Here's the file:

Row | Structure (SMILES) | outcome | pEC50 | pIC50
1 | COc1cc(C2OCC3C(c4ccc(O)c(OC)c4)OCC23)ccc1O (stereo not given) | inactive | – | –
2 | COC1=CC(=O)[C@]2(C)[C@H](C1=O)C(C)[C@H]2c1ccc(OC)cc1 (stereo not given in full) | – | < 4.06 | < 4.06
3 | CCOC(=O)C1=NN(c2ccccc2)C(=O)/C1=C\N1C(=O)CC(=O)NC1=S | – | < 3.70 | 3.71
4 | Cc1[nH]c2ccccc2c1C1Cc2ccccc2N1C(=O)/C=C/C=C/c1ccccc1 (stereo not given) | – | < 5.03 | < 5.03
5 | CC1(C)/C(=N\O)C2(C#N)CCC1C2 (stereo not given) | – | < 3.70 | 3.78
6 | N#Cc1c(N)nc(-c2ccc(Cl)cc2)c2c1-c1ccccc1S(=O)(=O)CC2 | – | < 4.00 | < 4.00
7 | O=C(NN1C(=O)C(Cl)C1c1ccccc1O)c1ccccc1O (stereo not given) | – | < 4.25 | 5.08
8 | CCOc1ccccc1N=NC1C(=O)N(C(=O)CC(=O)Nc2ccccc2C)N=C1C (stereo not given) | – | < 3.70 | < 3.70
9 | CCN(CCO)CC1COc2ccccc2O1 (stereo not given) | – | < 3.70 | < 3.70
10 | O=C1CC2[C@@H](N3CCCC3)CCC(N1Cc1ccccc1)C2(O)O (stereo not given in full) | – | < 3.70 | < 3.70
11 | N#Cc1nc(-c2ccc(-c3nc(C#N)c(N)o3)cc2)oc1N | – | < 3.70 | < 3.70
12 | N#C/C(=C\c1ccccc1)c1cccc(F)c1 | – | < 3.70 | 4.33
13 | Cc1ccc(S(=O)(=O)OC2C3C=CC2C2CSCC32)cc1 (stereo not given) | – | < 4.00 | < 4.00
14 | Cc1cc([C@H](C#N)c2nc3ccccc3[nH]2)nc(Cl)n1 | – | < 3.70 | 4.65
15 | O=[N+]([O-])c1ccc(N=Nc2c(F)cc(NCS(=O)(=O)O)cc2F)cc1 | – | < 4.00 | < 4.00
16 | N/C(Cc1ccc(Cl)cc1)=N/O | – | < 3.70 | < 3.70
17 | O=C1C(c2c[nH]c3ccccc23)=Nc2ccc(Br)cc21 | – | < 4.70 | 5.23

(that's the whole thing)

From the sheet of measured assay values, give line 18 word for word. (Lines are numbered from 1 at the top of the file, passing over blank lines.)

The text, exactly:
17 | O=C1C(c2c[nH]c3ccccc23)=Nc2ccc(Br)cc21 | – | < 4.70 | 5.23